© 2022 WRVO Public Media
Your Source for NPR News
Play Live Radio
Next Up:
Available On Air Stations
Regional News

The city of Syracuse urges FEMA to reconsider flood maps


The battle raging over federal flood maps in Central New York hits a deadline today. The city of Syracuse will file a challenge to maps proposed by the Federal Emergency Management Agency which, if approved, would drive up flood insurance costs dramatically for homeowners in some of the city's poorest neighborhoods.

Some residents in other city neighborhoods have already lived through these kind of increases. Dorothy Holiday lives in Skunk City, a neighborhood on Syracuse's west side near Western Lights. She paid $373 dollars a year on flood insurance for years until it started going up three years ago in the aftermath of some national natural disasters. It now costs $2,200 a year and she can't afford it.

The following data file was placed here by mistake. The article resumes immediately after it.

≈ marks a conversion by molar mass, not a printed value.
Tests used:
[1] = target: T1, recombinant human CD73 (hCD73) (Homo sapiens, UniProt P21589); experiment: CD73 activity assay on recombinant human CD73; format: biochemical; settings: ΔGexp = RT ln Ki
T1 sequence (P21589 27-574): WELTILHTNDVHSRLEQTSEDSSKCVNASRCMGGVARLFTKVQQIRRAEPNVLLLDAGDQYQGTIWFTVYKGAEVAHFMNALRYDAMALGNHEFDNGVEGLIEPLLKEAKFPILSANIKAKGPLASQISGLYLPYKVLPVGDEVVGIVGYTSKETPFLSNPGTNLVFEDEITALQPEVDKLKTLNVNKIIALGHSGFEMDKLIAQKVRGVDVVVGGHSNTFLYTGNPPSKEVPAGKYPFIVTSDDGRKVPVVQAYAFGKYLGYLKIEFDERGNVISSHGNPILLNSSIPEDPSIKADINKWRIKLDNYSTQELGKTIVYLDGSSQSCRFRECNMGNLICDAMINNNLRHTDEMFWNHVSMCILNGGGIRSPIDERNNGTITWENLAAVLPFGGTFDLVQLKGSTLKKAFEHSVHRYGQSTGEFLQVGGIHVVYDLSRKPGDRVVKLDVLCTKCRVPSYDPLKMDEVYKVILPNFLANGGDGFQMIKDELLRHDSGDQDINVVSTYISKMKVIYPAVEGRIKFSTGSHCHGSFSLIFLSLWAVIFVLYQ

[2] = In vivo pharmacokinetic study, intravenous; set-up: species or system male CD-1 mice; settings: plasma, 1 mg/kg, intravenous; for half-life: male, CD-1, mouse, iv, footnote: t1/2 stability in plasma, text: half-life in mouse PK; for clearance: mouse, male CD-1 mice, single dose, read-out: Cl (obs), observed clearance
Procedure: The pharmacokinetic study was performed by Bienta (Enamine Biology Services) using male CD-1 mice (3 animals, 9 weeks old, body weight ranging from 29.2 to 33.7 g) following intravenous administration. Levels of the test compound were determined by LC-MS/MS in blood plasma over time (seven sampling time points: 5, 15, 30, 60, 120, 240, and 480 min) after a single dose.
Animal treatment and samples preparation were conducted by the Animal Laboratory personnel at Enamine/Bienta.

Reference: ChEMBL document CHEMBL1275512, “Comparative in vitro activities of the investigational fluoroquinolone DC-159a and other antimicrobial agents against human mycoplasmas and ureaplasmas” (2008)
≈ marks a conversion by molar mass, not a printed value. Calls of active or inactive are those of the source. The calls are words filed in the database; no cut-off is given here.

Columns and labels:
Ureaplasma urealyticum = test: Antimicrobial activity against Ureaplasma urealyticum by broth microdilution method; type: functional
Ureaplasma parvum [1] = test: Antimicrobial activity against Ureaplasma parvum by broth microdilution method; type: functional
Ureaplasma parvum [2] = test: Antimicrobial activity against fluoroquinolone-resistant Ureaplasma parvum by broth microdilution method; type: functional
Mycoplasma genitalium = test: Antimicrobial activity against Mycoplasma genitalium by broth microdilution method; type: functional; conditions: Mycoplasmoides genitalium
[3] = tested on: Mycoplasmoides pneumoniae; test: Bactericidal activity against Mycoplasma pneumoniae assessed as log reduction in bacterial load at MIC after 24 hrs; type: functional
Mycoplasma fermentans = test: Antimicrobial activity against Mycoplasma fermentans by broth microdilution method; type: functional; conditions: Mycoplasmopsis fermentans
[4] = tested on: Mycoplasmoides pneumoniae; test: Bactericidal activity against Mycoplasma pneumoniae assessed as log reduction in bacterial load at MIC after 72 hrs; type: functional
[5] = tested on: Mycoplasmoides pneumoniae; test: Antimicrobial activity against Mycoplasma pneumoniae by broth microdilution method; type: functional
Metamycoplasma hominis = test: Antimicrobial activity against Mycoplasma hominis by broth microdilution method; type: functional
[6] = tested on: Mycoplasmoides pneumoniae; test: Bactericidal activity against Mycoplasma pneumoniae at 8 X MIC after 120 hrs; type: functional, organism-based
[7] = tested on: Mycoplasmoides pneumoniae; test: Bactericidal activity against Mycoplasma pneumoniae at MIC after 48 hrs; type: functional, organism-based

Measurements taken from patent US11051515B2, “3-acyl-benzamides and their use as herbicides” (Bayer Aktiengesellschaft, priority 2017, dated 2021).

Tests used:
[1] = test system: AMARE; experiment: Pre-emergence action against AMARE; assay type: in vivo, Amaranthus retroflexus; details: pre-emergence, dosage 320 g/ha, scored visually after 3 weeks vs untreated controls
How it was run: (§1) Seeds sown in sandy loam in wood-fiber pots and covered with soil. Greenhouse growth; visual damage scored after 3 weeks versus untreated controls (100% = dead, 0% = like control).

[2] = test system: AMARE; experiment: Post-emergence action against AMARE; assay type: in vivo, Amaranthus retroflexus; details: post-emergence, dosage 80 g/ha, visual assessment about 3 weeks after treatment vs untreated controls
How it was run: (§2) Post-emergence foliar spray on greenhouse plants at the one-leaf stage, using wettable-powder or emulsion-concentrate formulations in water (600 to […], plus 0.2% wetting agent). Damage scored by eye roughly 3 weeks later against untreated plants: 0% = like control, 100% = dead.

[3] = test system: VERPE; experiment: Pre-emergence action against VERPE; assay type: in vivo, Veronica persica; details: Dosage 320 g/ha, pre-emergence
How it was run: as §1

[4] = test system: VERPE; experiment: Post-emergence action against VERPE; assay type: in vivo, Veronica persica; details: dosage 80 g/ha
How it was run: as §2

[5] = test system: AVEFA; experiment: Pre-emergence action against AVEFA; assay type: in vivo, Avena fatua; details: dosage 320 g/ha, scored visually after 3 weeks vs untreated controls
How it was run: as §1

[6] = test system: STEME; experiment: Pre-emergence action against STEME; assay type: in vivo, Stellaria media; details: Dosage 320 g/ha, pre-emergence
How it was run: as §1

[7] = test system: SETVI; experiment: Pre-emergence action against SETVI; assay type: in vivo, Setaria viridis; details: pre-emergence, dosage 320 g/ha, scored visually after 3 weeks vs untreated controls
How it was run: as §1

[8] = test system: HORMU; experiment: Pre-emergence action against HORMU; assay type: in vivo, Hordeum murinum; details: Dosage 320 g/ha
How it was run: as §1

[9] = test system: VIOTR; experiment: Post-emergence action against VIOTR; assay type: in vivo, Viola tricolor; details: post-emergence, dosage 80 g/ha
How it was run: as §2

"No, I can't. I'm on Social Security. I'm retired form Lockheed Martin and I can't afford it," Holiday said.

So, she finally decided the way to get around it was to pay off her house.

"In December I skimped and I got money from relatives and I paid it off," Holiday said.

Because she knows how it can sink a budget, Holiday hopes the city can convince FEMA to change the maps so fewer people will be forced to buy the pricey flood insurance. The flood insurance covers the full replacement value of these homes, says Syracuse United Neighbors Director Rich Puchalski.

In that neighborhood, the houses are worth between $35,000 and $45,000, he said.

"They're saying houses range from $120,000 to $220,000 in terms of replacement value and their really nailing it to the folks," Puchalski said.

Almost 11,000 homeowners would see their rates rise if the maps were approved. City engineers contend that number could be cut in half if the maps were accurate.